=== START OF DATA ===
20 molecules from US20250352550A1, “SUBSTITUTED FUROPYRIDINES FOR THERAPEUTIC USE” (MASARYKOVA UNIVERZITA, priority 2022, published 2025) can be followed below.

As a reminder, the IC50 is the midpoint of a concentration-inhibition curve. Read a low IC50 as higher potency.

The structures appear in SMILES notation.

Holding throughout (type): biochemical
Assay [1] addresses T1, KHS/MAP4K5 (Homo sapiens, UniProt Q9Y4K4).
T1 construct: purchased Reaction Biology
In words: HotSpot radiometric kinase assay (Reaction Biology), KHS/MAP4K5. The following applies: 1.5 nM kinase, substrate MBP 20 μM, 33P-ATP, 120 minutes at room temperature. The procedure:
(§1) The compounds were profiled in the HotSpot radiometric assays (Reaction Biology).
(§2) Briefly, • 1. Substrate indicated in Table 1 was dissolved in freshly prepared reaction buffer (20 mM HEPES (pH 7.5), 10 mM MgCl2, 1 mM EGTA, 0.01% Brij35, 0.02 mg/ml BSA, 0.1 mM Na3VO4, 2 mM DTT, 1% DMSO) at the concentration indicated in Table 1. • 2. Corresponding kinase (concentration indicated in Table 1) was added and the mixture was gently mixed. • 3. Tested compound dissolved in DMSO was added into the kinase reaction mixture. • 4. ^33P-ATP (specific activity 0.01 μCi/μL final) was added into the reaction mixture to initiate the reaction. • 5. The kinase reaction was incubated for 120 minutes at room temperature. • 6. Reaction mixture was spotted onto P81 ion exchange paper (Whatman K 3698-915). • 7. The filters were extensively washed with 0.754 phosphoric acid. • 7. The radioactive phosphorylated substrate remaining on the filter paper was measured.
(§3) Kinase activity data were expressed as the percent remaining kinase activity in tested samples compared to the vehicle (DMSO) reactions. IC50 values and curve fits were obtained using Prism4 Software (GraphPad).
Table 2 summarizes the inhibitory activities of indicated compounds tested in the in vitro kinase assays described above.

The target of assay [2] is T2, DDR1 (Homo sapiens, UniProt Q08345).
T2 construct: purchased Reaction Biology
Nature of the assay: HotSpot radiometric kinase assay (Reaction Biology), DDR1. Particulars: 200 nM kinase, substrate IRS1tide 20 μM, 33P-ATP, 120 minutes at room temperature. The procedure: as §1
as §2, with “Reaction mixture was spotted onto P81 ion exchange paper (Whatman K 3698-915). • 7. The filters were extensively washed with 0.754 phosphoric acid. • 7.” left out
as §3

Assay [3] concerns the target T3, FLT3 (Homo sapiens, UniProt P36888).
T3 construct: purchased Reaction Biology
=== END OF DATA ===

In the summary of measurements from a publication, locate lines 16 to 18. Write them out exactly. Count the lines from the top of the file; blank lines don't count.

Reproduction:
as §3

Assay [3] concerns the target T3, FLT3 (Homo sapiens, UniProt P36888).
T3 construct: purchased Reaction Biology